Mountain lions, bobcats and other wildlife would have less chance of becoming roadkill if the state adopts a plan to build a landscaped bridge over the 101 Freeway in Agoura Hills, supporters of the proposal said Wednesday.
State agencies, elected officials and wildlife advocates urged the state to provide the much-needed link in an area where rampant development and highways have fragmented once-continuous habitat. The 165-foot-wide, 200-foot-long overpass near Liberty Canyon Road would connect the Santa Monica Mountains on the south with the Simi Hills and Santa Susana Mountains.
Large carnivores in particular have found the 101 to be a formidable barrier. Since National Park Service biologists began researching mountain lions in the Santa Monica Mountains in 2002, motorists have struck and killed a dozen of the big cats in the study area, including a male puma hit on the 101 near Liberty Canyon two years ago.
Urbanization has taken a toll on Southern California's mountain lion population, spurring battles over shrinking territory and a depletion of genetic diversity because of inbreeding.
Building the nation's largest wildlife overpass would be ambitious, said Seth Riley, a wildlife ecologist with the Santa Monica Mountains National Recreation Area, a unit of the National Park Service. At the proposed site, the highway has 10 lanes of pavement, including exit lanes.
"I don't know anywhere where people have tried to put such a large wildlife crossing over such a busy highway in such an urban landscape," said Riley, who has led the mountain lion study.
Scientists long ago identified Liberty Canyon as the optimal location to build a wildlife passage because of the large swaths of protected public land on either side of the freeway.
On Wednesday, the Mountains Recreation and Conservation Authority released a long-awaited study by Caltrans concluding that a wildlife overpass was feasible. The projected cost would be $33 million to $38 million, according to the report. Proponents said they plan to seek most of the money from public coffers.
The Mountains Recreation and Conservation Authority is a local partnership among the Santa Monica Mountains Conservancy, the Conejo Recreation and Park District, and the Rancho Simi Recreation and Park District. The California Department of Transportation completed the project study with a $200,000 grant from the Santa Monica Mountains Conservancy.
Elected officials expressed enthusiastic support for the project.
“It’s critically important to provide a safe crossing over the busy 101 Freeway for wildlife,” state Sen.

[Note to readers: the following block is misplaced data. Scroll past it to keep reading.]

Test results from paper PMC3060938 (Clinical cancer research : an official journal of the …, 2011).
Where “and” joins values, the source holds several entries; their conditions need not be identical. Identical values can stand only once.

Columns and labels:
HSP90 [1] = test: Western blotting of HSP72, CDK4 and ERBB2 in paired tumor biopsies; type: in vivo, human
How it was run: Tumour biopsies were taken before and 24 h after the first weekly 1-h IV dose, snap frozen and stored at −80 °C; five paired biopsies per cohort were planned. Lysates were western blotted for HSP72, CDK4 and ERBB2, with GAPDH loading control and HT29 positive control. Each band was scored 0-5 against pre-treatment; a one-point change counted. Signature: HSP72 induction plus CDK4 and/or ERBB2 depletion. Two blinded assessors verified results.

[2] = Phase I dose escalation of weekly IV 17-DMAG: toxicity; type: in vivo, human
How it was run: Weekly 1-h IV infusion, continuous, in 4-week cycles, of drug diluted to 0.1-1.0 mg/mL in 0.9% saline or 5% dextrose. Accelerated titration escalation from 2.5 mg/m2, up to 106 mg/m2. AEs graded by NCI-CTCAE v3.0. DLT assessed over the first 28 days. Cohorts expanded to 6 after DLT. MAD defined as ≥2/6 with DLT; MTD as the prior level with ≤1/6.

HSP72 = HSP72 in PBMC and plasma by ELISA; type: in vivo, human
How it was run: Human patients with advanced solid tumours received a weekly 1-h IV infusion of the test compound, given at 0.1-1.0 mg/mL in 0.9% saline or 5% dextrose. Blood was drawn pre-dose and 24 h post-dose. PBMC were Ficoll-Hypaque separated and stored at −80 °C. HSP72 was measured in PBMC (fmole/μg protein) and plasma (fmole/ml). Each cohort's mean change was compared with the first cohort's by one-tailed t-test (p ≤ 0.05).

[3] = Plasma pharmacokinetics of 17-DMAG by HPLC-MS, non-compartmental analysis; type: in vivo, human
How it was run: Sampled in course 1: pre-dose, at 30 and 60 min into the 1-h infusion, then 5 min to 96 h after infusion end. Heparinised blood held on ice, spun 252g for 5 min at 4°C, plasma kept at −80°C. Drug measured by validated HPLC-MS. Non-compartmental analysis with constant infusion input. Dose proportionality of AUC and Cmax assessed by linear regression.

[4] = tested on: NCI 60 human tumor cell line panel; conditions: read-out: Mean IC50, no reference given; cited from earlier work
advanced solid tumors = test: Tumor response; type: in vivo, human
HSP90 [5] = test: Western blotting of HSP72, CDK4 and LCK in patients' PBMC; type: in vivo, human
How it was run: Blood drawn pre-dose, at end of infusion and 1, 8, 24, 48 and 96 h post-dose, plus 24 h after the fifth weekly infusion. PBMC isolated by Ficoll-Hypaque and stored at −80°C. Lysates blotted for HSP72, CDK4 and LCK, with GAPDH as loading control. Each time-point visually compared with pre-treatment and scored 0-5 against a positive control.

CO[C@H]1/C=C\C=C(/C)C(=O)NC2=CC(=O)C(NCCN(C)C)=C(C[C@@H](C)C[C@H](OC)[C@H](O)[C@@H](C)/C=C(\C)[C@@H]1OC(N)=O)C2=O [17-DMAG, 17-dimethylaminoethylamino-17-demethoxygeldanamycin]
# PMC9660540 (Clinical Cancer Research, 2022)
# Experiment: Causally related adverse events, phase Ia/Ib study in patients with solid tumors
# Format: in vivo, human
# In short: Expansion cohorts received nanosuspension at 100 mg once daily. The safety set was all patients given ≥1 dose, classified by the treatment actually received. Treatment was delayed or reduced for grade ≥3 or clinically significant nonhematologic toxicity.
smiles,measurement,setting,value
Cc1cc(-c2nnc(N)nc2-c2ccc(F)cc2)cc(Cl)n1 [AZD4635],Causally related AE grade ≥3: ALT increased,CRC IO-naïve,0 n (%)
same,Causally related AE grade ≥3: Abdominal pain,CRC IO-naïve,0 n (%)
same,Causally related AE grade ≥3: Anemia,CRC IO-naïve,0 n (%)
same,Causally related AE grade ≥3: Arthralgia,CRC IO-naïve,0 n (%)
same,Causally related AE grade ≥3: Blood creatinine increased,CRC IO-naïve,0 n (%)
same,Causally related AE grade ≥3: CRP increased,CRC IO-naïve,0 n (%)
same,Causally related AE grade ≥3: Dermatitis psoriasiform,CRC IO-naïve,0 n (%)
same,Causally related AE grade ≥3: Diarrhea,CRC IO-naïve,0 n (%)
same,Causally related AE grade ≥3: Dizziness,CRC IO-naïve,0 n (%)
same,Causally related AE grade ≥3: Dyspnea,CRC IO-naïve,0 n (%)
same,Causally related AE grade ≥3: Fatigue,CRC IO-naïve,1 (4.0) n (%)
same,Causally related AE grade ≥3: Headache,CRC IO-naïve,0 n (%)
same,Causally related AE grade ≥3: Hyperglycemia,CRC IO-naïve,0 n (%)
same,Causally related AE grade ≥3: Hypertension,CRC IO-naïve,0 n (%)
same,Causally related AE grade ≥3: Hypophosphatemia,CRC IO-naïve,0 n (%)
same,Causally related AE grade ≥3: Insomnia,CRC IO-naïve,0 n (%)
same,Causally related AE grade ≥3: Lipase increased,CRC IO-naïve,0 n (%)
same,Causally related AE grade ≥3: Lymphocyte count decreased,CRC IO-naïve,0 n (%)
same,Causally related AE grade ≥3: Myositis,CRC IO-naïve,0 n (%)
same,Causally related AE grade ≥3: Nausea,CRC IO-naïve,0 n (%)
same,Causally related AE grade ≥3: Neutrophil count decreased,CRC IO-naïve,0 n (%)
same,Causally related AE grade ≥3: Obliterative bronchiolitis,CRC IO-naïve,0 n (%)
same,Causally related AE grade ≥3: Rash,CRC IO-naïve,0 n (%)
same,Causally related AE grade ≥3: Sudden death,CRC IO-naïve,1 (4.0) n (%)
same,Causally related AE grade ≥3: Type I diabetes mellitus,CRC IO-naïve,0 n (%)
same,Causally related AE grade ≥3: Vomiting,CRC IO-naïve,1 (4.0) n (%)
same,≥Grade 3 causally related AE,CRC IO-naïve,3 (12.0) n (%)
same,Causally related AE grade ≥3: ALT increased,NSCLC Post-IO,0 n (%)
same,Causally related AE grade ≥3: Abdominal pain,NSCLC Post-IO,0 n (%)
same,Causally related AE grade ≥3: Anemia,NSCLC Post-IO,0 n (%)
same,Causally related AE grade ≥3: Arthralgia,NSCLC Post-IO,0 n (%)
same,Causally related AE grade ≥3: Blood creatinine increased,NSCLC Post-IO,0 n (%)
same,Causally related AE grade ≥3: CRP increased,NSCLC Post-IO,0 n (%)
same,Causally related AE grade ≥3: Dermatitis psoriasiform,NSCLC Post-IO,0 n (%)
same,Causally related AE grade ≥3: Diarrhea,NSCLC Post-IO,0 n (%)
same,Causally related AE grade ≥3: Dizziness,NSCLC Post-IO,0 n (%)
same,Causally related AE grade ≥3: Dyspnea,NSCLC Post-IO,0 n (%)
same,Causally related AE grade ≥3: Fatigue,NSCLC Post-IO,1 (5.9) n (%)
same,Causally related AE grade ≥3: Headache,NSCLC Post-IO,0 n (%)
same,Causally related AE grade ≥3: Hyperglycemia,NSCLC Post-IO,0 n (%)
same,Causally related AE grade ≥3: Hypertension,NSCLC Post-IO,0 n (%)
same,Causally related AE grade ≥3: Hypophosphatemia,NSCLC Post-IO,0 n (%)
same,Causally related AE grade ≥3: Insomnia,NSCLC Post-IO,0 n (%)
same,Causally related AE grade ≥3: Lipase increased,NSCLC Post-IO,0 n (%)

Pavley, who last year convened a group to help develop a state-of-the-art plan, added that the pathway would also help protect motorists, who could be killed or injured in collisions with animals.
Other supporters include Assemblyman Richard Bloom (D-Santa Monica), U.S. Rep.
The report was the necessary first step toward a final design. Caltrans is expected soon to begin preparing the required environmental document, to be funded by a $1-million grant from the State Coastal Conservancy. The public would be asked to weigh in during this phase, which would run through 2017.
The National Wildlife Federation and the Santa Monica Mountains Fund have launched an initiative to raise funds for the engineering design and construction expenses.
The overpass would feature drought-tolerant vegetation placed so that it helps funnel wildlife across. Riley said hikers, mountain bikers and equestrians would also be able to use the structure.
Wildlife overpasses and underpasses are popular in Canada, Europe and Africa. Christmas Island National Park in Australia features an overpass for the island's millions of red crabs, a vital species that devours leaf litter in rainforests and recycles the nutrients.
The state of Washington recently broke ground on Interstate 90 near Snoqualmie Pass for the state's first freeway overpass for animals. The 150-foot-long structure is designed to provide passage for black bears, cougars, deer, elk and even squirrels, mice and lizards.
Similar structures have aided wildlife in the Flathead Indian Reservation in Montana, where 30 species have been documented making more than 20,000 trips across the bridges a year.
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